I received several e-mails just before last night's game from giddy Yankee fans, when it was learned that Pedro Martinez would not start. (Martinez has a mild muscle strain in his lower back, and should be back next week.) Well, those who laugh first, laugh least not last, as the Sox rallied and smashed the Yanks 10-7. I kept expecting to hear Fred Willard show up and say, "Wha happen?"
It didn't look good early on for the Home Nine, as emergency starter Bruce Chen served up a bomb to Alfonso Soriano on the first pitch of the game; fortunately, for Boston, Jeff Weaver couldn't get his act together either. Even better for Boston, they blew the game open against Jose Contreras, the pitcher George snatched away from them last winter. Contreras got out of a jam in the sixth, only to get smacked around in the seventh. (Boston fans know better than to laugh too much at anything, especially this early in the year, and especially with their ace hurting again. That said, it was a sweet night for Sox fans.)
After the game, Torre was still stressing the positive, praising Contreras for throwing confidently after seeming so tentative in April. It is a worthwhile strategy for a sensitive pitcher like Contreras, who admitted before the game that he put too much pressure on himself early on, partly because of his contract.
"I was very pleased," Torre said. "I thought this was more of a plus than a minus, in the long run. I thought his command was much better than when he left. I thought his stuff was better, and he seemed to be more confident in letting the ball go."
..."I faced Contreras once in spring training, and all he was throwing was off-speed pitches," Ortiz said. "I saw him tonight throwing a lot of fastballs. I guess they've been working on that. I guess somebody told him that the big league club is different from whatever he played before. He's got a good fastball; he's got to use it."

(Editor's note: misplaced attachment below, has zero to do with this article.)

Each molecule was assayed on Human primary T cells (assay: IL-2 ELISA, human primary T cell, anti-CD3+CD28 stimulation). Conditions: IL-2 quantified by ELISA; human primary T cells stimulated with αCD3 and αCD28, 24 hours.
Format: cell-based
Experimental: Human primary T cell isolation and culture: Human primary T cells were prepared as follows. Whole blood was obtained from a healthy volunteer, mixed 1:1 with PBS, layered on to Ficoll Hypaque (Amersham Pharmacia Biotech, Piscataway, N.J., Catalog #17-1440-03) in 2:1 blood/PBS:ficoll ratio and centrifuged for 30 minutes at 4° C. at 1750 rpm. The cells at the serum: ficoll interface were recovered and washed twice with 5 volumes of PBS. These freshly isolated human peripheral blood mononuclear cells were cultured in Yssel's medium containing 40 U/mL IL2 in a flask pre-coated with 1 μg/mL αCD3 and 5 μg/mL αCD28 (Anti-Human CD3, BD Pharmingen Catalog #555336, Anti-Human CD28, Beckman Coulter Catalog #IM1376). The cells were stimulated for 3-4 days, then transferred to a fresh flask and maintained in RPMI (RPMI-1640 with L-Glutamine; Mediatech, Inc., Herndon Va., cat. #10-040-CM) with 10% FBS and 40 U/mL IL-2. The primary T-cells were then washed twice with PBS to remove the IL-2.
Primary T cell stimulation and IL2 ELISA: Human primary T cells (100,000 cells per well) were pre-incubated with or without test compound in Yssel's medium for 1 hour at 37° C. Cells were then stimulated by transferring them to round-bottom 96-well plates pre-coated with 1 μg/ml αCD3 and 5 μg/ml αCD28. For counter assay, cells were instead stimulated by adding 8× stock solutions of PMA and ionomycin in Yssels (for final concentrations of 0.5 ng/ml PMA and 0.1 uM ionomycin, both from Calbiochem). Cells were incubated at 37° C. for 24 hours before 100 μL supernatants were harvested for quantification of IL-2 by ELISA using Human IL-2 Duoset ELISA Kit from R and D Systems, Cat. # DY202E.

That was Contreras's plan, and catcher Jorge Posada was pleased to see him execute it. "I thought he was more aggressive," Posada said. "His stuff was better, and he came after hitters. It's just a matter of time to put it all together."
Ramiro Mendoza didn't fair much better in his first appearence against his former team, allowing 4 consecutive singles to start the fifth inning, and giving up 3 runs. Jason Giambi came up with the bases loaded and just missed hitting a grand slam, skying out to right field instead. So it goes when you are slumping.
There was some minor drama in the first when big Manny was hit in the elbow with a Jeff Weaver pitch. Manny, who leans out over the plate as much as Jeter, Soriano, or any other modern slugger, glared at Weaver and had some challenging words for the Yankees string bean starter as well. God forbid his fat ass could be expected to duck out of the way of an inside pitch. Instead of putting his head down and jogging to first, it becomes a school yard stare-off. The funny part is by the time Manny reached second, he was calmly chatting it up with Soriano.
Jorge Posada lead off the next inning and Bruce Chen pulled a Shawn Estes and threw behind him, missing him all together (which considering the size of Jorgie's rump is no small feat). The ump immediately warned both teams, and the inside pitch was effectively erased for the rest of the game. Joe Torre shook his head disapprovingly. Torre talked earlier this year about how modern players have no conception of game awareness when it comes to getting hit. Every time a slugger is plunked it is a personal affront, a diss. Jim Kaat, announcer for the YES network, could feel Torre's pain.
While the Sox-Yankee rivalry is as heated as ever for us fans, these are not the Carlton Fisk-Bill Lee Sox vs. the Bronx Zoo Yanks. The ballplayers are all friends. Win or lose, they all belong to the same club. Does this make for a watered-down game? I don't know. It just makes for a different game. Sometimes you just want to yell at these batters, 'Get over yourself, and jog down to first tough guy.' Either that, or go nuts and start a fight. But the posturing is tiresome and unbecoming, especially for a great player like Manny.